Consent, for instance, is a perpetually ongoing conversation. It lies in the grey plenty of times, but in clear blacks and whites several other times too. It also made me realise that harassers aren’t “certain people” who look/act/behave a “certain way”— they can be from among us.
It was also an important lesson in how silence is akin to complicity. If you know a harasser from among your circle, you call them out. The details of these incidents made many of us introspect on how we might have failed at multiple counts.
To all men who feel wrongly accused, right now we feel betrayed
It is human nature to put people on a pedestal, especially, seemingly ‘woke’, aware and informed people. Of the names outed in #MeToo, at least a few have taken most by surprise, if not shock.
Varun Grover, accused of dry humping a woman, writes, “It s hard to reconcile the two – ‘believe women’ and ‘don’t put any allegations on me’.”
#MeToo as a movement operates on the premise that the onus is no longer on women. It’s not they who must prove the allegations, but men who must disprove them.
As the firestorm rages on social media, men have taken recourse to three broad approaches.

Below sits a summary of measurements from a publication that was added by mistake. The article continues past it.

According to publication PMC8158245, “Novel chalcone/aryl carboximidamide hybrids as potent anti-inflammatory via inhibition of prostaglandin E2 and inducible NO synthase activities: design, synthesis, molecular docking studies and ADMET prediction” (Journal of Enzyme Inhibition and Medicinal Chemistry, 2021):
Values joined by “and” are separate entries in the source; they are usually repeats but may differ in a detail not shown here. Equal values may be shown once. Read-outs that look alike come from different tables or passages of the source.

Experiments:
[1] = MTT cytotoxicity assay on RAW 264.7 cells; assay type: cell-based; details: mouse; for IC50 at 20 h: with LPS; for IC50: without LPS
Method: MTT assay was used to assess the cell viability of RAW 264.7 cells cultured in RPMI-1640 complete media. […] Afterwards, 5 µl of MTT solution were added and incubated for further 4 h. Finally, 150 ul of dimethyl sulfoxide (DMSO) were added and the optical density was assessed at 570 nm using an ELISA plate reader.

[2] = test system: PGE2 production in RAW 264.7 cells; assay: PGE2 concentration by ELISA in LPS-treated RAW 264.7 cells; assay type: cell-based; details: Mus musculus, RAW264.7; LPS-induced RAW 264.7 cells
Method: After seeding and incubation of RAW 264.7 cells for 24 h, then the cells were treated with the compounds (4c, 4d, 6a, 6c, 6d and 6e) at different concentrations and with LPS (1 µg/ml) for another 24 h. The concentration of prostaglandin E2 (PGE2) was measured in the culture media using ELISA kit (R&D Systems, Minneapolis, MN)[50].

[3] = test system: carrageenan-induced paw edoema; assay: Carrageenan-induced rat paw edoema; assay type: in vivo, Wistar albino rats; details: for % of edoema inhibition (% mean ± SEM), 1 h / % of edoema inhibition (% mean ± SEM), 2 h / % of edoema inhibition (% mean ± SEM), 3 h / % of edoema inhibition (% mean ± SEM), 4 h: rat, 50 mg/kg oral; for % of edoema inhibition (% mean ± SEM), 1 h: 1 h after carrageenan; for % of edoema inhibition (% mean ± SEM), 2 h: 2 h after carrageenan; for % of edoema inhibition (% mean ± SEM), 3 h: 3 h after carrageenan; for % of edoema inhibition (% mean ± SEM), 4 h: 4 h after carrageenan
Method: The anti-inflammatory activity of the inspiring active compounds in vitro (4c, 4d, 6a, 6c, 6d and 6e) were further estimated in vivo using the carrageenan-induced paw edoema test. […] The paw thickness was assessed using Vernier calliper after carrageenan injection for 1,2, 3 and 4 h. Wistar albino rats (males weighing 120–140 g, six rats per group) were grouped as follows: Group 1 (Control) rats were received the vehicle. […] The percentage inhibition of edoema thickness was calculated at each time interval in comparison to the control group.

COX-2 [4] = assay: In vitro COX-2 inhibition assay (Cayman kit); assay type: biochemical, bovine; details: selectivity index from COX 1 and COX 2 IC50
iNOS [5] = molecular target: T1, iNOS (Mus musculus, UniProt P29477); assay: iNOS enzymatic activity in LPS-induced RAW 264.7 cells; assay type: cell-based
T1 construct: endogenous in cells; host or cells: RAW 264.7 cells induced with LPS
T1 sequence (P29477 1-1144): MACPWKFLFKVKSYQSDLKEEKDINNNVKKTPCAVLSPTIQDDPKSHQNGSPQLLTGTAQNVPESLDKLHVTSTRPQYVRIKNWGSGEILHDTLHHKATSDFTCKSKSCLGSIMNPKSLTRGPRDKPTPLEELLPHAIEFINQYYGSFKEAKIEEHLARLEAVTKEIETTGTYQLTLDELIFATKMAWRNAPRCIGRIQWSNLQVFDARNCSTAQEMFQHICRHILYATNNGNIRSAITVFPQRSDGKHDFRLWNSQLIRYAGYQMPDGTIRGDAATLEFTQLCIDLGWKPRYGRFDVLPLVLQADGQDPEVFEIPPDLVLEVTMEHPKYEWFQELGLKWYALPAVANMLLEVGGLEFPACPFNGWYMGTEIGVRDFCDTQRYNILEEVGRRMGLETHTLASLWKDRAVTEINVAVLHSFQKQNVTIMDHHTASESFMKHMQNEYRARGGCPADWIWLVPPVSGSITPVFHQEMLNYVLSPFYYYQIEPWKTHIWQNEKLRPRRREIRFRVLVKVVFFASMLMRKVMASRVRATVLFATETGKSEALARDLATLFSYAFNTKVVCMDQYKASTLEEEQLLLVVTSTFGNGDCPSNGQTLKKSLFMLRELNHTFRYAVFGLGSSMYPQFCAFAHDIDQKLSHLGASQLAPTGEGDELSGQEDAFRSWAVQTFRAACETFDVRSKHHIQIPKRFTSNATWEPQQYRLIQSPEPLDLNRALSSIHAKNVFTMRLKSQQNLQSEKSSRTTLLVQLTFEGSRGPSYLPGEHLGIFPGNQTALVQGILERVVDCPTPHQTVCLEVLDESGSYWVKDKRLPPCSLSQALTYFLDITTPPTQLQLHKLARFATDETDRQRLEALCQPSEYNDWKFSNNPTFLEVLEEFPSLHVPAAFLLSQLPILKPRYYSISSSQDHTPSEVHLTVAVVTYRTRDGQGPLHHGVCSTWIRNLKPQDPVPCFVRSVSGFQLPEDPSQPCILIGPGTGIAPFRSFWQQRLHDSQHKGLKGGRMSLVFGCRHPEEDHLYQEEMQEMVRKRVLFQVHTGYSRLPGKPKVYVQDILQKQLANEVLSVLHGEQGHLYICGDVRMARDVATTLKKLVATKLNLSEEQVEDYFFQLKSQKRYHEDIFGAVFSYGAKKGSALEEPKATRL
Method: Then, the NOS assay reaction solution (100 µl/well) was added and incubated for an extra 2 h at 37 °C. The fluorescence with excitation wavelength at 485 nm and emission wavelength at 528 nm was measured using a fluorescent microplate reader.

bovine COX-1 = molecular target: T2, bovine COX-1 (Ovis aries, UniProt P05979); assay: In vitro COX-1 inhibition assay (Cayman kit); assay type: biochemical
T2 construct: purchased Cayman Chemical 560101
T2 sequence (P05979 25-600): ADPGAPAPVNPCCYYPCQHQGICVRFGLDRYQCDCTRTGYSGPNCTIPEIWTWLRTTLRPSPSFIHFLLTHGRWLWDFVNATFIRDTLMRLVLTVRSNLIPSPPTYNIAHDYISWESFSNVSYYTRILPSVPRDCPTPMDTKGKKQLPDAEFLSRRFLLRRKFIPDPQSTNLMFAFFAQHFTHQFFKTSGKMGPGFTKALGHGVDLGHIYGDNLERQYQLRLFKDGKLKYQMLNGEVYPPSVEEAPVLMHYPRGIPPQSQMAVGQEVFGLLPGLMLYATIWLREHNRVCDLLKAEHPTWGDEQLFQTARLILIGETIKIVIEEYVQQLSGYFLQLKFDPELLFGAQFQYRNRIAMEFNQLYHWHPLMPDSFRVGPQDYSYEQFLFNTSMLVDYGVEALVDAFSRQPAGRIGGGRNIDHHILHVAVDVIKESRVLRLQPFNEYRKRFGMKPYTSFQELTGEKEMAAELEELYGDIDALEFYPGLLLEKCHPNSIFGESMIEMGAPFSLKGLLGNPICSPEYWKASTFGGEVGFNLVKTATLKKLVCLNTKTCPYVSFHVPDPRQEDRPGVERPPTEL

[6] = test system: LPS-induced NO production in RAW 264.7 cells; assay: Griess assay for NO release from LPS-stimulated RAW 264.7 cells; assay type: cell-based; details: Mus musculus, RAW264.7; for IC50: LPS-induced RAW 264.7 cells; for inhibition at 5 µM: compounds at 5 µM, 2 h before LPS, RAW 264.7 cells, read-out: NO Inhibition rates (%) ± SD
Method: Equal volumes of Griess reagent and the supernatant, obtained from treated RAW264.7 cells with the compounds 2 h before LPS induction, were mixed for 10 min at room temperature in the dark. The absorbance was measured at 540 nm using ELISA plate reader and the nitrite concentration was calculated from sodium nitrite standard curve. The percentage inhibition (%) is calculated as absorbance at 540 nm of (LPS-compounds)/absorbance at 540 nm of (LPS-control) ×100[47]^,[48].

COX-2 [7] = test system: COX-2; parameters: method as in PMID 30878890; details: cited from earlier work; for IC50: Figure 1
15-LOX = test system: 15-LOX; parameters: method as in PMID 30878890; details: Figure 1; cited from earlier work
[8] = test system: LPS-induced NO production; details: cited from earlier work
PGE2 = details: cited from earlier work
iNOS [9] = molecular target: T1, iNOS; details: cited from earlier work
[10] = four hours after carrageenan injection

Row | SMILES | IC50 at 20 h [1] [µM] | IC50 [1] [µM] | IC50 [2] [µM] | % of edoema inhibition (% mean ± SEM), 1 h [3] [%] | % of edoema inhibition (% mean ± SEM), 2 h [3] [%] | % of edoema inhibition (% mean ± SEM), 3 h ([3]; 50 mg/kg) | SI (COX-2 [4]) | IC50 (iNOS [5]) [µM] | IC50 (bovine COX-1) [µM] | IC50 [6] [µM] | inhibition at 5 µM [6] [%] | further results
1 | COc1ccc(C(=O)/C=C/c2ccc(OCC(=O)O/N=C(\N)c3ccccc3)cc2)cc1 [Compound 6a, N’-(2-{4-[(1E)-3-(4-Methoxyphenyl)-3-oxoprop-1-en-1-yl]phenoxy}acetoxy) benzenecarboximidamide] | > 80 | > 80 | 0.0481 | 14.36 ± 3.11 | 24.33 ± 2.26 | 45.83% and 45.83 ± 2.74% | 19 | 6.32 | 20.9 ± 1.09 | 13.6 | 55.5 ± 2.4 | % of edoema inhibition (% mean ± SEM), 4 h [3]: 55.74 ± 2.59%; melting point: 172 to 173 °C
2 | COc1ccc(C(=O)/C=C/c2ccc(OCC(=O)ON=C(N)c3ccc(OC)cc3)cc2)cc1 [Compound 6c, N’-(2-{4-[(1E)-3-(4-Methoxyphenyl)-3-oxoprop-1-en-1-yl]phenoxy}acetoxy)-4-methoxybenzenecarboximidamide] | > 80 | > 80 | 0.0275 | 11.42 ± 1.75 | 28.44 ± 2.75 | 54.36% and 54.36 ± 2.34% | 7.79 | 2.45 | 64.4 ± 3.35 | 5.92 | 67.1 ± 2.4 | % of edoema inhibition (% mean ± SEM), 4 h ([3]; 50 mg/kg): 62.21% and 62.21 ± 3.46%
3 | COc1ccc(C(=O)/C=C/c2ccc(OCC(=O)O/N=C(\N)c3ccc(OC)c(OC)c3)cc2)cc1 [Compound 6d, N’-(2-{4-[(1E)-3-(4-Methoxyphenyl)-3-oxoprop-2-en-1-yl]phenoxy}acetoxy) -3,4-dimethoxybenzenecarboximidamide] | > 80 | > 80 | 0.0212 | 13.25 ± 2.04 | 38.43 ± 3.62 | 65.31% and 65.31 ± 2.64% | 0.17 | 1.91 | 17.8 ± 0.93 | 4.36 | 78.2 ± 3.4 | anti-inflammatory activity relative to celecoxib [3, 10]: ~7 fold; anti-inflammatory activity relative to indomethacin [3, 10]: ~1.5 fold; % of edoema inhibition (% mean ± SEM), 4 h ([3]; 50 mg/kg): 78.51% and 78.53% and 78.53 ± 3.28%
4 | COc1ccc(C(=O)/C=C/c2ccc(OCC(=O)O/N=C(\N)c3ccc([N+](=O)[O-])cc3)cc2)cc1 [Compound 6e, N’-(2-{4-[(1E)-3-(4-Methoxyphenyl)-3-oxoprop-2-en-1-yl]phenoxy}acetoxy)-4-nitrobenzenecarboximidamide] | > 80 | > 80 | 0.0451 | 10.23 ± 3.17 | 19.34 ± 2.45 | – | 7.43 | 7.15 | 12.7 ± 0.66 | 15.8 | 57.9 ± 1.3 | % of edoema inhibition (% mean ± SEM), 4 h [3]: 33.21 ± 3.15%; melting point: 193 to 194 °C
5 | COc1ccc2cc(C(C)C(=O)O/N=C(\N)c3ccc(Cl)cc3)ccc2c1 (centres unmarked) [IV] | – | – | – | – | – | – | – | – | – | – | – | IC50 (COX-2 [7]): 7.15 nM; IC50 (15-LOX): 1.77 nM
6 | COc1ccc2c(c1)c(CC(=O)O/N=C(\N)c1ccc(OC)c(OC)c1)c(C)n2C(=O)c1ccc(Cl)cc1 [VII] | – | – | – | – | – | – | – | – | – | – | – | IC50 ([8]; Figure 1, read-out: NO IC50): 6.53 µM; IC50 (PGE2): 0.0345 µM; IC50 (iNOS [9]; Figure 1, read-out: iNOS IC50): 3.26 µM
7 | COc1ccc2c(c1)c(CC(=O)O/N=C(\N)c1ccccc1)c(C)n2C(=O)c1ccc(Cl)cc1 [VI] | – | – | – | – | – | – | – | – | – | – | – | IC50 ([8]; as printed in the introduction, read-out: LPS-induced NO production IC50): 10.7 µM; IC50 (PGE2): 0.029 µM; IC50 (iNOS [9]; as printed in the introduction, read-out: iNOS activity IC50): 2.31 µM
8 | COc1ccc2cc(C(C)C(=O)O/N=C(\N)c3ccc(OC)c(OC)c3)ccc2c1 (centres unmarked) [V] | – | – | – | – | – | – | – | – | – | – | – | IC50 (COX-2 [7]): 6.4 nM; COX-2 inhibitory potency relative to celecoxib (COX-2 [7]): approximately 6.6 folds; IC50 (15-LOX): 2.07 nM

There is a section that is sworn to secrecy and wedded to silence. These men, many assume, are guilty as charged.
Another section has taken the apology route. This is symptomatic of the classic ‘men will be men’ approach. At best, these men show a crude disregard for women’s private spaces. At worst, they hold up a mirror to the rampant misogyny and sexism.
Finally, there’s the category of men who vehemently deny the charges. This is the trickiest category. The names you admire, for their work and their proclaimed beliefs, are likely to feature here.
Most have denied the allegations categorically, some have even stepped away from their organisations. However, that doesn’t solve the dilemma – how many of these ‘woke’ men actually are hypocritical? Women across spectrums trusted these men.
We trusted them, because we felt they understood. Right now, we feel betrayed.
Believe women, they are risking much by sharing their experience. For the men who feel they have been wrongly accused – too many women have suffered for us to prioritise you at this crucial juncture. Prove your innocence, and we’ll believe you too.
People can’t hide behind a veil now
#MeToo India shows that activism doesn’t come with a guarantee that the activist can’t do anything wrong.
For a long time, I had the perception that people who are involved in activism will be the ones who won’t do the things they’re fighting against.
Until #MeToo India happened.
Of course, reel and real lives are different and people don’t turn out to be what they appear as in their movies.
For instance, Nana Patekar’s image in my head was of someone who was fighting for the right thing. In real life, he also did a lot for the farmers. In 2016, Alok Nath was all over social media being tagged as ‘Babuji’. His patriarch characters from movies also helped in creating a positive perception about him.